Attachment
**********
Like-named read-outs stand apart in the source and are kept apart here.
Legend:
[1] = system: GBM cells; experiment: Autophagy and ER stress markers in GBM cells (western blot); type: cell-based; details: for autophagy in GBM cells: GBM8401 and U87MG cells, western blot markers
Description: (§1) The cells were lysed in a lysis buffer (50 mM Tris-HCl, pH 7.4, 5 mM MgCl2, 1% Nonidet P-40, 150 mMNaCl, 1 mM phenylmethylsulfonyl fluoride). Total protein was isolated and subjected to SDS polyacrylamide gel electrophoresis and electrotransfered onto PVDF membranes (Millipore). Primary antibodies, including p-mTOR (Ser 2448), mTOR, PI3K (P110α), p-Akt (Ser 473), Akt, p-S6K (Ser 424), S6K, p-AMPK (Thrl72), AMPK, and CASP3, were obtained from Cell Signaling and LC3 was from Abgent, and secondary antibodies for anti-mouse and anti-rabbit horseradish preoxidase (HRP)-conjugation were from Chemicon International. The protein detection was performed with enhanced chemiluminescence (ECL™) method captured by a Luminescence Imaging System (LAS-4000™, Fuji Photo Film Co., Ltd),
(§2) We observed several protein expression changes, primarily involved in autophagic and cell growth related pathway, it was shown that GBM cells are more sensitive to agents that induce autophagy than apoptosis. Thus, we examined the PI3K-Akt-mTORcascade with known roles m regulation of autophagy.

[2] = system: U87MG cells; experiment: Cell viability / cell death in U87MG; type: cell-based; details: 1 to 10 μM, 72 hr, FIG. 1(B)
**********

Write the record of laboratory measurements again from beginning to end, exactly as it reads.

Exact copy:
Like-named read-outs stand apart in the source and are kept apart here.
Legend:
[1] = system: GBM cells; experiment: Autophagy and ER stress markers in GBM cells (western blot); type: cell-based; details: for autophagy in GBM cells: GBM8401 and U87MG cells, western blot markers
Description: (§1) The cells were lysed in a lysis buffer (50 mM Tris-HCl, pH 7.4, 5 mM MgCl2, 1% Nonidet P-40, 150 mMNaCl, 1 mM phenylmethylsulfonyl fluoride). Total protein was isolated and subjected to SDS polyacrylamide gel electrophoresis and electrotransfered onto PVDF membranes (Millipore). Primary antibodies, including p-mTOR (Ser 2448), mTOR, PI3K (P110α), p-Akt (Ser 473), Akt, p-S6K (Ser 424), S6K, p-AMPK (Thrl72), AMPK, and CASP3, were obtained from Cell Signaling and LC3 was from Abgent, and secondary antibodies for anti-mouse and anti-rabbit horseradish preoxidase (HRP)-conjugation were from Chemicon International. The protein detection was performed with enhanced chemiluminescence (ECL™) method captured by a Luminescence Imaging System (LAS-4000™, Fuji Photo Film Co., Ltd),
(§2) We observed several protein expression changes, primarily involved in autophagic and cell growth related pathway, it was shown that GBM cells are more sensitive to agents that induce autophagy than apoptosis. Thus, we examined the PI3K-Akt-mTORcascade with known roles m regulation of autophagy.

[2] = system: U87MG cells; experiment: Cell viability / cell death in U87MG; type: cell-based; details: 1 to 10 μM, 72 hr, FIG. 1(B)